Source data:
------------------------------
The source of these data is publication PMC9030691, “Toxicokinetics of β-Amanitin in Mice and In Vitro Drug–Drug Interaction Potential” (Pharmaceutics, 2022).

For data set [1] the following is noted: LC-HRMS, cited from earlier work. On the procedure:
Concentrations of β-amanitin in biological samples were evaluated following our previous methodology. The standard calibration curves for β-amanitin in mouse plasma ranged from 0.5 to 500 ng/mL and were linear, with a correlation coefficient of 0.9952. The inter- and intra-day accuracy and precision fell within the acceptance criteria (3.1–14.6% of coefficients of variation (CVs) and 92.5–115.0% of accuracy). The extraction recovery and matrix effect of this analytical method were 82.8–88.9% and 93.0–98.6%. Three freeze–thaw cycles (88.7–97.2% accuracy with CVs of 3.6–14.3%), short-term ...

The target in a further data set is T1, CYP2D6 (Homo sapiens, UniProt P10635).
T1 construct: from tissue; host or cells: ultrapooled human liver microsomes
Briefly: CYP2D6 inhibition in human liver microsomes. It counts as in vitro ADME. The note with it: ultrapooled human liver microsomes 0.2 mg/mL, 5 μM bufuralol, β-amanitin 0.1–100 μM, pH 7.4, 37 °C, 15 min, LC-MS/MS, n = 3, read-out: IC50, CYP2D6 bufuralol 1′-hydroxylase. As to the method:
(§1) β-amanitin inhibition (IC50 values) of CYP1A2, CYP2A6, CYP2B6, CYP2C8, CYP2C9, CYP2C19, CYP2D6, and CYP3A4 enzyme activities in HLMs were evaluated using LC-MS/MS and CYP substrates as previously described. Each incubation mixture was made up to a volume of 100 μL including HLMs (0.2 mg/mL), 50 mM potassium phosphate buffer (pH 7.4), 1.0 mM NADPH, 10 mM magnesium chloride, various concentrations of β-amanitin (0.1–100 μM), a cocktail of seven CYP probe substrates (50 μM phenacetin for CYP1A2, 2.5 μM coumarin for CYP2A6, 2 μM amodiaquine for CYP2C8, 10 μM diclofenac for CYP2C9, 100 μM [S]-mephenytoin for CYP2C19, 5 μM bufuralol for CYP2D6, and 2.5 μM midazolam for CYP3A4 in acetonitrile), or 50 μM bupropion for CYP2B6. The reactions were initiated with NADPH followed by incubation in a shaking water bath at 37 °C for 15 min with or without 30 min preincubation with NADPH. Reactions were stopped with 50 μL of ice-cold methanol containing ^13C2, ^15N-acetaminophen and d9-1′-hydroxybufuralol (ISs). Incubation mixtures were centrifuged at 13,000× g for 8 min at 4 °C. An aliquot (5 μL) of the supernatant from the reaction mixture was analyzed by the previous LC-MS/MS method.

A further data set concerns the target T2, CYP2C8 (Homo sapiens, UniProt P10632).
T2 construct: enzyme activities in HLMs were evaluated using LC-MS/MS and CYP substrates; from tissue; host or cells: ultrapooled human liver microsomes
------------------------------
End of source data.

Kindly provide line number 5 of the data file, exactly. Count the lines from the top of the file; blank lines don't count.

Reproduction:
T1 construct: from tissue; host or cells: ultrapooled human liver microsomes